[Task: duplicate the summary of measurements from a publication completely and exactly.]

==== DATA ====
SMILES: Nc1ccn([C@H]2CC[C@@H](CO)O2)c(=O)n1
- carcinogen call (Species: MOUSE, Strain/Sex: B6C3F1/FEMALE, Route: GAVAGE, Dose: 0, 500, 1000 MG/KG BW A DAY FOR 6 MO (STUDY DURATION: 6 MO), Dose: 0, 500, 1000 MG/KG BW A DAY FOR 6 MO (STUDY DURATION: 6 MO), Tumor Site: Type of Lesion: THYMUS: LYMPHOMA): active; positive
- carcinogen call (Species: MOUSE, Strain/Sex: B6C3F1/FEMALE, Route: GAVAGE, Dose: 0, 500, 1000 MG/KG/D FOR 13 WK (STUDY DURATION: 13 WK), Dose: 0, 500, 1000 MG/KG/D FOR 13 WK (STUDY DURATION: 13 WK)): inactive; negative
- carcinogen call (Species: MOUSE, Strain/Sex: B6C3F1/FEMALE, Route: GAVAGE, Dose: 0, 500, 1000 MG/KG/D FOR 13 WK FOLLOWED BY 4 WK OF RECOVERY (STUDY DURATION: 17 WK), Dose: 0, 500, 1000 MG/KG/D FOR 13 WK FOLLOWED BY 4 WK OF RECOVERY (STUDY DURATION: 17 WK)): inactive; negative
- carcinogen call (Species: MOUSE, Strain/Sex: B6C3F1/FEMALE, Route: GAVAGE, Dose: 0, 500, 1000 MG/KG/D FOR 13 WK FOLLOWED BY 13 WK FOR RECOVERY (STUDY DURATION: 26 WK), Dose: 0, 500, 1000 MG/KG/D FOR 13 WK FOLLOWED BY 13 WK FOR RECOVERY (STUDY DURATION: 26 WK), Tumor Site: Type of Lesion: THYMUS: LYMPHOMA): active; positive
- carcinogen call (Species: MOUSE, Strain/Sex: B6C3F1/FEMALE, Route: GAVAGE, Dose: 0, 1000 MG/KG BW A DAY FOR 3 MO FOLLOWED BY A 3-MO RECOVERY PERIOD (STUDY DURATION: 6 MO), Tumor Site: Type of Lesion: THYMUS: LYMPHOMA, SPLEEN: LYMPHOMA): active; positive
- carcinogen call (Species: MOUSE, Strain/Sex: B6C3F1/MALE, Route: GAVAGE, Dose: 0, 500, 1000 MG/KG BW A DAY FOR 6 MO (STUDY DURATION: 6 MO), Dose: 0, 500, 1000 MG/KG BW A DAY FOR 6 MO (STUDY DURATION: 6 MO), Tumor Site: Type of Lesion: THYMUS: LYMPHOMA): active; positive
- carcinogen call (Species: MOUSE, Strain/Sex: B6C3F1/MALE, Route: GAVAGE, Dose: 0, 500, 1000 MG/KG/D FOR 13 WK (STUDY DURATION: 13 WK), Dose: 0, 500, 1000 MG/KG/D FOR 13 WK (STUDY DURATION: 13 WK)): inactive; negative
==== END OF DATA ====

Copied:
SMILES: Nc1ccn([C@H]2CC[C@@H](CO)O2)c(=O)n1
- carcinogen call (Species: MOUSE, Strain/Sex: B6C3F1/FEMALE, Route: GAVAGE, Dose: 0, 500, 1000 MG/KG BW A DAY FOR 6 MO (STUDY DURATION: 6 MO), Dose: 0, 500, 1000 MG/KG BW A DAY FOR 6 MO (STUDY DURATION: 6 MO), Tumor Site: Type of Lesion: THYMUS: LYMPHOMA): active; positive
- carcinogen call (Species: MOUSE, Strain/Sex: B6C3F1/FEMALE, Route: GAVAGE, Dose: 0, 500, 1000 MG/KG/D FOR 13 WK (STUDY DURATION: 13 WK), Dose: 0, 500, 1000 MG/KG/D FOR 13 WK (STUDY DURATION: 13 WK)): inactive; negative
- carcinogen call (Species: MOUSE, Strain/Sex: B6C3F1/FEMALE, Route: GAVAGE, Dose: 0, 500, 1000 MG/KG/D FOR 13 WK FOLLOWED BY 4 WK OF RECOVERY (STUDY DURATION: 17 WK), Dose: 0, 500, 1000 MG/KG/D FOR 13 WK FOLLOWED BY 4 WK OF RECOVERY (STUDY DURATION: 17 WK)): inactive; negative
- carcinogen call (Species: MOUSE, Strain/Sex: B6C3F1/FEMALE, Route: GAVAGE, Dose: 0, 500, 1000 MG/KG/D FOR 13 WK FOLLOWED BY 13 WK FOR RECOVERY (STUDY DURATION: 26 WK), Dose: 0, 500, 1000 MG/KG/D FOR 13 WK FOLLOWED BY 13 WK FOR RECOVERY (STUDY DURATION: 26 WK), Tumor Site: Type of Lesion: THYMUS: LYMPHOMA): active; positive
- carcinogen call (Species: MOUSE, Strain/Sex: B6C3F1/FEMALE, Route: GAVAGE, Dose: 0, 1000 MG/KG BW A DAY FOR 3 MO FOLLOWED BY A 3-MO RECOVERY PERIOD (STUDY DURATION: 6 MO), Tumor Site: Type of Lesion: THYMUS: LYMPHOMA, SPLEEN: LYMPHOMA): active; positive
- carcinogen call (Species: MOUSE, Strain/Sex: B6C3F1/MALE, Route: GAVAGE, Dose: 0, 500, 1000 MG/KG BW A DAY FOR 6 MO (STUDY DURATION: 6 MO), Dose: 0, 500, 1000 MG/KG BW A DAY FOR 6 MO (STUDY DURATION: 6 MO), Tumor Site: Type of Lesion: THYMUS: LYMPHOMA): active; positive
- carcinogen call (Species: MOUSE, Strain/Sex: B6C3F1/MALE, Route: GAVAGE, Dose: 0, 500, 1000 MG/KG/D FOR 13 WK (STUDY DURATION: 13 WK), Dose: 0, 500, 1000 MG/KG/D FOR 13 WK (STUDY DURATION: 13 WK)): inactive; negative